IOC arranges Athens insurance deal
LAUSANNE, Switzerland -- The International Olympic Committee has taken out insurance cover in case this year's Athens Games are cancelled.
The $170 million policy covers terrorism, earthquakes, flooding and landslides, IOC president Jacques Rogge told The Associated Press.
It is the first time the IOC has insured the Games against cancellation, but Rogge said the move represented "standard prudent judgment."
Rogge denied concerns about the state of Athens' preparations -- many Olympic venues, including the main stadium, are not yet completed -- and worries about security were behind the move.
"It has absolutely nothing to do with Athens," said Rogge.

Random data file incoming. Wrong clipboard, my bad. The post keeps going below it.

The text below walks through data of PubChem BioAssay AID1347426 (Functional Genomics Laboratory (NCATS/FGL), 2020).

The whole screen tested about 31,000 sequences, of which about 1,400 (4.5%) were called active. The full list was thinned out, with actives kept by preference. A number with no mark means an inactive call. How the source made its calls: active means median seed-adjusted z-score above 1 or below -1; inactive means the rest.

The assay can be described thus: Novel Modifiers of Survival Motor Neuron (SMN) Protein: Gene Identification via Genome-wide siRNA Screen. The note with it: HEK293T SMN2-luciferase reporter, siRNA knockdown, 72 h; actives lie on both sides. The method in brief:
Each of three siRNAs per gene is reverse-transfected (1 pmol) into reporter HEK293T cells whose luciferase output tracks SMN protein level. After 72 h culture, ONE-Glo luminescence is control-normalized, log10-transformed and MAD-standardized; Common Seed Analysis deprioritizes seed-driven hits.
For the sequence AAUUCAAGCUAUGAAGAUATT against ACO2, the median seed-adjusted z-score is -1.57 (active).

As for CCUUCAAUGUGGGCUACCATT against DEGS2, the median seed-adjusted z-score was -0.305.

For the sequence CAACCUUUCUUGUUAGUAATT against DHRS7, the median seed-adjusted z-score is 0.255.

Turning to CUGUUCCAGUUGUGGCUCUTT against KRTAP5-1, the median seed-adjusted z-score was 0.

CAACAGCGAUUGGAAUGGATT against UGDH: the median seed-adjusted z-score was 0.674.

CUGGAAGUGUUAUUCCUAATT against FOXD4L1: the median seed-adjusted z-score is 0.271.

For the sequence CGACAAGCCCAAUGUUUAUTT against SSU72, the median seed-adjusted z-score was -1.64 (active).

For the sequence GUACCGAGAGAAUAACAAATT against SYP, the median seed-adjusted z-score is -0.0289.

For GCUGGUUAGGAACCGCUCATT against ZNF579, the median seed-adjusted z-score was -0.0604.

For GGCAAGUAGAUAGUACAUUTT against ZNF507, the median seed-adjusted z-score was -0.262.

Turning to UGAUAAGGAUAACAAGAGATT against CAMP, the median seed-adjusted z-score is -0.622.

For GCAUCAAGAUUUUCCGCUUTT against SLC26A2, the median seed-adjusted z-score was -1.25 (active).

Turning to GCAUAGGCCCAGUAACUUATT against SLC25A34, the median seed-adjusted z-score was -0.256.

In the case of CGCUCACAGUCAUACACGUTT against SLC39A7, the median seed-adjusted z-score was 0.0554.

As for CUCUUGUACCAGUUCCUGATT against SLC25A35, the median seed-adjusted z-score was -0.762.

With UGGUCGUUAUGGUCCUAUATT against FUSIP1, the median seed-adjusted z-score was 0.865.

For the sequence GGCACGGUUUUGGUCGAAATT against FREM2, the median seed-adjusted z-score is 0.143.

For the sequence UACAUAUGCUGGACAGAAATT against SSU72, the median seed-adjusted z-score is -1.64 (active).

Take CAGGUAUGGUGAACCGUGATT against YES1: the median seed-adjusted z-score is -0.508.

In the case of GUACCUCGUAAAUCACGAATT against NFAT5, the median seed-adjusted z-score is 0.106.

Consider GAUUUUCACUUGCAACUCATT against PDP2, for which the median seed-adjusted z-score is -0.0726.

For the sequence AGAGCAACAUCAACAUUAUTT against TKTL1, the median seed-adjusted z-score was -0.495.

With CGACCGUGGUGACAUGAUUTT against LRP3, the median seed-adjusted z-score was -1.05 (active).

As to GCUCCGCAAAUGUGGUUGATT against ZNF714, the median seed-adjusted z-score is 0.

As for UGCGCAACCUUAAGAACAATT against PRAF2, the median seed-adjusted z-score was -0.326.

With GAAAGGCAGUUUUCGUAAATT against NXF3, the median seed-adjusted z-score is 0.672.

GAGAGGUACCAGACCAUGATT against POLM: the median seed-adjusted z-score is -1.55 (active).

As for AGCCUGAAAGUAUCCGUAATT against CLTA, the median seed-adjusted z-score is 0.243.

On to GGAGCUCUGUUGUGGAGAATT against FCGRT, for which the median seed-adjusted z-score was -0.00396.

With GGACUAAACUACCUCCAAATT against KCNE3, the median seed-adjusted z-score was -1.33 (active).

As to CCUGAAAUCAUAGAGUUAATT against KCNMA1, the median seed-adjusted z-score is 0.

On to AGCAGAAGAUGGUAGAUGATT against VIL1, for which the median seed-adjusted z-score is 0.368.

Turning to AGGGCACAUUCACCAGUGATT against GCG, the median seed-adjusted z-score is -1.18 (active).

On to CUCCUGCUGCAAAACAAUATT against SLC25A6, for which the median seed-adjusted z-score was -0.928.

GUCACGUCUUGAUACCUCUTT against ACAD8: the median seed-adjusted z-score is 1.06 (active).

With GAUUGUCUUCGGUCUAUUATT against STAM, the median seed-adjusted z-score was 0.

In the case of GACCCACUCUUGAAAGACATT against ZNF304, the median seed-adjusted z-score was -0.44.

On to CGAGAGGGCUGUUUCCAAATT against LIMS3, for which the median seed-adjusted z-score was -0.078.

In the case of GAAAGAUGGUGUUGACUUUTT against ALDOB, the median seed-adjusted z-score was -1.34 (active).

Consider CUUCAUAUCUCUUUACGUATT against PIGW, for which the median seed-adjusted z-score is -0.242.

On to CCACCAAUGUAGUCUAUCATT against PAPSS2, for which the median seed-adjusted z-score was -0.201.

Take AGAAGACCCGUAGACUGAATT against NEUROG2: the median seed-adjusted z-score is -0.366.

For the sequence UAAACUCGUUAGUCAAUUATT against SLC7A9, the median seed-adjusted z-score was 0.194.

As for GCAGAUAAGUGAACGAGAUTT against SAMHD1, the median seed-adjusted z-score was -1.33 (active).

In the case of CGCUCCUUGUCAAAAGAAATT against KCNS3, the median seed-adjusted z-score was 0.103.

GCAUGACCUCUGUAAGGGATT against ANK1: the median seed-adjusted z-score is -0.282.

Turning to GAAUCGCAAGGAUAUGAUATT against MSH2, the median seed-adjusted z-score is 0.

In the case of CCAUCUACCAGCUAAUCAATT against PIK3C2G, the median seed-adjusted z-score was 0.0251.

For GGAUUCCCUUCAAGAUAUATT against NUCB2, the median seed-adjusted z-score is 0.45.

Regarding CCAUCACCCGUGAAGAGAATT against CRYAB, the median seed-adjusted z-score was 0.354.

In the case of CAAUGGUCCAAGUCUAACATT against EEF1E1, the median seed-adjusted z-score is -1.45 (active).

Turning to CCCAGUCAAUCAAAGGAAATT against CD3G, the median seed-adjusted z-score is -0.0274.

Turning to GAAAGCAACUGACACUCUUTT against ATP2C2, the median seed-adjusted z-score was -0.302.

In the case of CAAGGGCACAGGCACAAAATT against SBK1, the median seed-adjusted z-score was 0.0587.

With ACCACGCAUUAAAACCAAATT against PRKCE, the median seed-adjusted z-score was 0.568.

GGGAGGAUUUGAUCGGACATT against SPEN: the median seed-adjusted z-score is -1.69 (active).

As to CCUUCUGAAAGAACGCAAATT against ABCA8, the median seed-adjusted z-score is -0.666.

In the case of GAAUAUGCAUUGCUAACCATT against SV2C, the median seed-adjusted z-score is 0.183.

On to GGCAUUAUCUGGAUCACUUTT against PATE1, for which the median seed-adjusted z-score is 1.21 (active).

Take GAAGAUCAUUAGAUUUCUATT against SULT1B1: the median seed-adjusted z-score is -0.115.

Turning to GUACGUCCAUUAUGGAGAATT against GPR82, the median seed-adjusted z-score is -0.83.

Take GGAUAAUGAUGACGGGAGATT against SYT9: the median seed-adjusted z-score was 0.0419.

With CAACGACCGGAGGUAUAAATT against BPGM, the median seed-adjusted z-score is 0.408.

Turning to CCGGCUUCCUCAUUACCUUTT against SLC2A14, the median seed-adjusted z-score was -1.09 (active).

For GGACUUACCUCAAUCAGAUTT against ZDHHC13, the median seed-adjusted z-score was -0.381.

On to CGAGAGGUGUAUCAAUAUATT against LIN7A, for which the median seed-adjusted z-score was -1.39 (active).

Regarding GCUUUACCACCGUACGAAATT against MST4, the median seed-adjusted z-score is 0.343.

"We started discussing this already in August 2001, and we are going to work toward the other Games in the future."
Rogge said the IOC also planned to negotiate policies for forthcoming Winter Games in Turin in 2006 and Vancouver in 2010 and the Summer Games in Beijing in 2008.
The first Summer Olympics since the September 11 terrorist attacks in New York and Washington in 2001 are set to be the most heavily guarded Games in history.
Organizers have a security budget of almost one billion dollars and Greece has asked NATO for assistance.
Rogge has described security as the IOC's "number one priority."
"This is an unprecedented effort," he said.
"More cannot be done. Nobody can guarantee 100 percent security, but we can guarantee that we've done everything that was available and possible."